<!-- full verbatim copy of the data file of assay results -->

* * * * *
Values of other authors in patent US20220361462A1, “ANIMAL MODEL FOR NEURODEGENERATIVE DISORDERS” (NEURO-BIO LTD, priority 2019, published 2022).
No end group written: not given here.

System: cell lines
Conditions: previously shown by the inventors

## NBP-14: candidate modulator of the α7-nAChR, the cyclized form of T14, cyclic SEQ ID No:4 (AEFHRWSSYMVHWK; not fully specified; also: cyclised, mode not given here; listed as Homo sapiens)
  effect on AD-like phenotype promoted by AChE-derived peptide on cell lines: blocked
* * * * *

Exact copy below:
Values of other authors in patent US20220361462A1, “ANIMAL MODEL FOR NEURODEGENERATIVE DISORDERS” (NEURO-BIO LTD, priority 2019, published 2022).
No end group written: not given here.

System: cell lines
Conditions: previously shown by the inventors

## NBP-14: candidate modulator of the α7-nAChR, the cyclized form of T14, cyclic SEQ ID No:4 (AEFHRWSSYMVHWK; not fully specified; also: cyclised, mode not given here; listed as Homo sapiens)
  effect on AD-like phenotype promoted by AChE-derived peptide on cell lines: blocked